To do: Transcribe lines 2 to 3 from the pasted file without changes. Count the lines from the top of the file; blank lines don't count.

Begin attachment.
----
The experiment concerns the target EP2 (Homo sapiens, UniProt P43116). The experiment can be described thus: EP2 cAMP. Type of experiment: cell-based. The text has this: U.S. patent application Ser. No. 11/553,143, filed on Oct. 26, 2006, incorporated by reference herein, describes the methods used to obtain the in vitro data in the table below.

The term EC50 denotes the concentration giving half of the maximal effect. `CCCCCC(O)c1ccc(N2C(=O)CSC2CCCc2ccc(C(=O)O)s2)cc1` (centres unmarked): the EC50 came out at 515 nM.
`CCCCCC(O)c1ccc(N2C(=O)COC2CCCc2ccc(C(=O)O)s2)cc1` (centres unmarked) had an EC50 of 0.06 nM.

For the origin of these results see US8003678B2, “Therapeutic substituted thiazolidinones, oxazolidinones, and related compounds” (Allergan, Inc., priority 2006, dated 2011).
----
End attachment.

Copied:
The term EC50 denotes the concentration giving half of the maximal effect. `CCCCCC(O)c1ccc(N2C(=O)CSC2CCCc2ccc(C(=O)O)s2)cc1` (centres unmarked): the EC50 came out at 515 nM.
`CCCCCC(O)c1ccc(N2C(=O)COC2CCCc2ccc(C(=O)O)s2)cc1` (centres unmarked) had an EC50 of 0.06 nM.